The book does not necessarily lionize Gabriel for offering his support to heterosexual characters in his community. In fact, he’s punished for doing so. What compels Gabriel to continually invest himself in Virginia and LeRoi’s dramas? Did you want your audience to receive a kind of moral lesson through showing this as a threat to Gabriel? Did you work deliberately to avoid deifying Gabriel?
As I thought about Gabriel and his relationship with Virginia, I wanted him to be both mother/father. I wanted him to show her that even though she distanced herself from her family that she still had him—even though she didn’t want him to occupy any of those spaces. But, then, as the novel progressed, I realized that Gabriel was not so much invested in Virginia as he was in Chance—he knew what Chance felt, he knew the feeling that being ignored brought about. So, he wanted Virginia to be better than she was for the sake of Chance, and the only way that she could do that was to leave LeRoi alone. I am not sure that I set out provide a moral lesson; however, I knew that Gabriel had to die to make the other characters see themselves for who they really were—to acknowledge the hurt that was there and how that hurt, fear, and anger made them treat him and others the way that they did.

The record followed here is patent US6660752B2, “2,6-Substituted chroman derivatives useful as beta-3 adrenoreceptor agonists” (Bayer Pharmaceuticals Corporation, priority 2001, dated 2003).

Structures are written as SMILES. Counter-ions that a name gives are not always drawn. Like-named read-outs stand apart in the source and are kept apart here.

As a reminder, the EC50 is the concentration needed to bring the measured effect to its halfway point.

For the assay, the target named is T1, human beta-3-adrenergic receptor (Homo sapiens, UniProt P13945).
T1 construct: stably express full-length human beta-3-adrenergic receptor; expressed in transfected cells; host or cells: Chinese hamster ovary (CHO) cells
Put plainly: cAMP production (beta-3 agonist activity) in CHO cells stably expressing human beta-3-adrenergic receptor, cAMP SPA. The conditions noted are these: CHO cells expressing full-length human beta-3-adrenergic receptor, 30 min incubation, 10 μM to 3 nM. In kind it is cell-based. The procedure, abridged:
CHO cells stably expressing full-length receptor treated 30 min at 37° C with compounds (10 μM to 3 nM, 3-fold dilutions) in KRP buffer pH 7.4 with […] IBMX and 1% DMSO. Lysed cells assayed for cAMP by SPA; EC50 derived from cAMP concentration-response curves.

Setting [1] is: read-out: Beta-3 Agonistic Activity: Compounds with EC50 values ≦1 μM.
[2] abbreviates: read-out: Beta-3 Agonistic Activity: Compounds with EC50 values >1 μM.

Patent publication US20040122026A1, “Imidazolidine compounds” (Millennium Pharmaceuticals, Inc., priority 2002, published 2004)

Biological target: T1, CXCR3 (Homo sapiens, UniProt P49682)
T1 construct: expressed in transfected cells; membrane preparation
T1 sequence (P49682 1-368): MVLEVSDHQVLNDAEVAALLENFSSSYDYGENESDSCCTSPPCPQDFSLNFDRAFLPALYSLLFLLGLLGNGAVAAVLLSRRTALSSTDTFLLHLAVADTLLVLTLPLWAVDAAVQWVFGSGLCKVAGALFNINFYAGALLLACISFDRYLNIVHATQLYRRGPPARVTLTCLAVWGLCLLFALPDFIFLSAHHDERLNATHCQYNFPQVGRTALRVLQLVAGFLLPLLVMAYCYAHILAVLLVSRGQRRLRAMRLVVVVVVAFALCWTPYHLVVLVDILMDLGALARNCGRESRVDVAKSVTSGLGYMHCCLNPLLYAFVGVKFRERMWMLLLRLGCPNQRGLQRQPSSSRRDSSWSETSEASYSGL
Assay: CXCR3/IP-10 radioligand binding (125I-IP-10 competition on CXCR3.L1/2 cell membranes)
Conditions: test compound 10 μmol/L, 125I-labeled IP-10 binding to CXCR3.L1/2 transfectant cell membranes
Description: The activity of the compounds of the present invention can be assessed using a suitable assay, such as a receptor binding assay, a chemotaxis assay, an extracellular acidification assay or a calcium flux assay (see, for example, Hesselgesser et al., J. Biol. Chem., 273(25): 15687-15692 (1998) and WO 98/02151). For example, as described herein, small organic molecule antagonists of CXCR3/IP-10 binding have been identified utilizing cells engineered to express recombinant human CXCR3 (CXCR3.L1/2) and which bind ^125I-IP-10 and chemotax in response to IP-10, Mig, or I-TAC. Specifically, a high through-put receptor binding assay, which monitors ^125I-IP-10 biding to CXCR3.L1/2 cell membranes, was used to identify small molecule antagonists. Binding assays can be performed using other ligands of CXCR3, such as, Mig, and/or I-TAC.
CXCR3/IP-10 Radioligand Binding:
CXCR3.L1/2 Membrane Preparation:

Though the characters in your novel populate a largely black community, the have very complicated feelings about race. What was different about exploring the racial climate at this particular moment in history? Were you aiming at exploring a moment in black cultural history that isn’t explored as frequently as say the Civil Rights era? It seems in choosing to set the book in the 70s, you were able to focus the attention of the book on issues inside the black community, rather than having to look outward.